"One of the messages that we took to all three regulators is that while we appreciate the importance of their jobs, we think it's important for them to understand that what they regulate is often a tiny slice of what our members do," says FPA President David Yeske, who attended the meetings with FPA Executive Director Janet McCallen and Director of Government Relations Duane Thompson.

Yeske admits that while regulators seemed receptive, some also used his words against him, asking whether the industry needs more oversight if only "a tiny slice" of planners' work is regulated. That was not exactly the reaction the FPA hoped for. Some advisors believe that regulation is focused heavily on transactions, when they do so much more, says Yeske.

Less than two weeks later and without warning, the SEC announced it was considering recommendations "on ways to involve the private sector in fostering compliance by investment advisors with the federal securities law."

To most eyes, "involve the private sector" means one thing: The SEC wants to appoint an SRO as the first-line regulator for advisors, and worse, it may well be the existing cop on the sales regulation front, the National Association of Securities Dealers (NASD). Because the NASD has suffered more than its share of internal scandals and the majority of its members compete against advisors, many in the profession view them as an unwelcome interloper.

The new flap is the latest incident in a saga that started late last summer, when the SEC's Pitt allegedly admonished NASD Chairman and CEO Robert Glauber for not taking over retail investment advisor regulation. The FPA publicly rebuffed the notion that they would lightly accept NASD regulation in a letter to Pitt, who seemed to deny the allegation. Glauber, too, denied the allegation that he had any interest in becoming advisors' new SRO.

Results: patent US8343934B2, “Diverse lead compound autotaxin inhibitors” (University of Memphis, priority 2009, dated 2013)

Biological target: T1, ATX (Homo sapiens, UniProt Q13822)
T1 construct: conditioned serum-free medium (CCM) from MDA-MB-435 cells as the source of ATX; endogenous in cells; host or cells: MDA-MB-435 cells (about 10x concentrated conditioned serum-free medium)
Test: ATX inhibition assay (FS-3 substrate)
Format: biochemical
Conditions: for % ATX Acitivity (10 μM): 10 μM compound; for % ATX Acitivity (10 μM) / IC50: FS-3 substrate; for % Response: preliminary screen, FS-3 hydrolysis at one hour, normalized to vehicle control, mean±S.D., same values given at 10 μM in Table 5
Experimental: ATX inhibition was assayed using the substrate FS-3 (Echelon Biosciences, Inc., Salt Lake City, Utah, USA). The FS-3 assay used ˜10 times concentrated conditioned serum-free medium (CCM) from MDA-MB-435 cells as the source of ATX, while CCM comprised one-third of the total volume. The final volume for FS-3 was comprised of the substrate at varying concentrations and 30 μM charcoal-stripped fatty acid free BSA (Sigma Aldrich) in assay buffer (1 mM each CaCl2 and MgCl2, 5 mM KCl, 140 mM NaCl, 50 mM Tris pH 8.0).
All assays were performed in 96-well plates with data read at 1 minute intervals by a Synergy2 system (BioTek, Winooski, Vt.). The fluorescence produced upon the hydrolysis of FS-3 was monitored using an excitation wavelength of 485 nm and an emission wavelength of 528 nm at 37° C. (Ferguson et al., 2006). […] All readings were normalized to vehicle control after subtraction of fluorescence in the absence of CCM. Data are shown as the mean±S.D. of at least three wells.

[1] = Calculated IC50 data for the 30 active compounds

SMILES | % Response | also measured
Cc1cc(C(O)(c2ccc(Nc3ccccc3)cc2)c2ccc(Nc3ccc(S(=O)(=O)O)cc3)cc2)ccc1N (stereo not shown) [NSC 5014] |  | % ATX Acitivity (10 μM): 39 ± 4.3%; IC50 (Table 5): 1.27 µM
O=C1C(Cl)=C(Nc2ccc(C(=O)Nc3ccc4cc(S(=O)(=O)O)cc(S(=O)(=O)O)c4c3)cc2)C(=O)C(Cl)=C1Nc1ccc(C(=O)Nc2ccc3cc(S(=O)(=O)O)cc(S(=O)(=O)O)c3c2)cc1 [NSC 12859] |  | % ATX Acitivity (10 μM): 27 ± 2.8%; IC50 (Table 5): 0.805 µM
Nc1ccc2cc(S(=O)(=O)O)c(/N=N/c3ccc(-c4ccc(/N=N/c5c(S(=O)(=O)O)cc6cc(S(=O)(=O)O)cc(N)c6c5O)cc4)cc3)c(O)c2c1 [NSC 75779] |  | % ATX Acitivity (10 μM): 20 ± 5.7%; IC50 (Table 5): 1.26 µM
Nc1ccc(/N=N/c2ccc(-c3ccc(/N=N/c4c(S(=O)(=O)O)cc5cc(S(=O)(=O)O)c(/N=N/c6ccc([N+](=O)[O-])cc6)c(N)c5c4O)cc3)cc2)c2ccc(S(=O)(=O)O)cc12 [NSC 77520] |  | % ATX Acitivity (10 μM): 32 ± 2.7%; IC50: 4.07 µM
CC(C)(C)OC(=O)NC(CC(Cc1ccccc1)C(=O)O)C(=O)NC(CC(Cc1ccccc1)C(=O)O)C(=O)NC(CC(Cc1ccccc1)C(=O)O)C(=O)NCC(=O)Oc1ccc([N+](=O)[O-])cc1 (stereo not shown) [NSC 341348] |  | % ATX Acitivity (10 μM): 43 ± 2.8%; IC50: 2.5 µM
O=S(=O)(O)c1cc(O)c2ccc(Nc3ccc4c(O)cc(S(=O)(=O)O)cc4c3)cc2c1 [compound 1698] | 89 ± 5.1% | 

Flash forward to February and, in his waning days as chairman, the beleaguered Pitt manages to get the idea of creating an SRO for advisors on the SEC's public meeting agenda. Among Pitt's other alleged brainchilds: a draft proposal that all advisors be required to create written compliance policies and that firms appoint a chief compliance officer. Some regulators also asked if advisors should be required to have annual outside compliance audits and be required to obtain fidelity bonds.

"We have and would continue to oppose the appointment of NASD as a regulator," says FPA's Thompson. "Frankly, we had hoped the issue of an SRO would die with Pitt's chairmanship, and it still might."

Pitt resigned in the midst of a firestorm after several questionable judgment calls, including the failure to apprise the SEC that his appointment to lead an accounting oversight board, William Webster, recently had chaired the audit committee of a public company now under SEC investigation for accounting shenanigans.

Planning groups are hopeful that the idea for this SRO may never make it onto the agenda of Bush's nominee for SEC Chairman, William H. Donaldson. They are also hoping that as they work on their own regulatory agenda, any SRO that may be created will be within their span of control. The CFP Board of Standards' name, for instance, has been tossed around for years. Still, the next year will be a critical one for the group to decide who and what they want to be in regulators' eyes.

Despite a flurry of rule making in Pitt's waning days, several other crucial advisor rules apparently were still on the burner. Rules specifying securities custody and Form ADV II requirements for advisors have been neglected for a couple years, and there is still no timetable for their finalization.